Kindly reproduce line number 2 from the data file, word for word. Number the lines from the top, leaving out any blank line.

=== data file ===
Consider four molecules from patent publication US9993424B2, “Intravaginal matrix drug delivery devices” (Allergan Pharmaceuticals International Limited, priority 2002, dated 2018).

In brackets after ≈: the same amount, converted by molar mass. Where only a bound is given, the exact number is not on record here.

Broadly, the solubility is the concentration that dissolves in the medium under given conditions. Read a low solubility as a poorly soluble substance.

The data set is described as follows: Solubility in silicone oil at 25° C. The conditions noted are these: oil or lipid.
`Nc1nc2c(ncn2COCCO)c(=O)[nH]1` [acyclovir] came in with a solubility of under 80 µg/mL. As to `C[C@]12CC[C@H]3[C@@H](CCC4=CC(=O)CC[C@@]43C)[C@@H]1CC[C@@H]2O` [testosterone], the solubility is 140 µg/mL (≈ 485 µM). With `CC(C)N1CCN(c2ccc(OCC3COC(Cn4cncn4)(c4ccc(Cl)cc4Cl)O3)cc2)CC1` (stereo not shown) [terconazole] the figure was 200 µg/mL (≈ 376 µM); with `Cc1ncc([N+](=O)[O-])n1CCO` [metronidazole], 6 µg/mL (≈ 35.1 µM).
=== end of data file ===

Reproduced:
In brackets after ≈: the same amount, converted by molar mass. Where only a bound is given, the exact number is not on record here.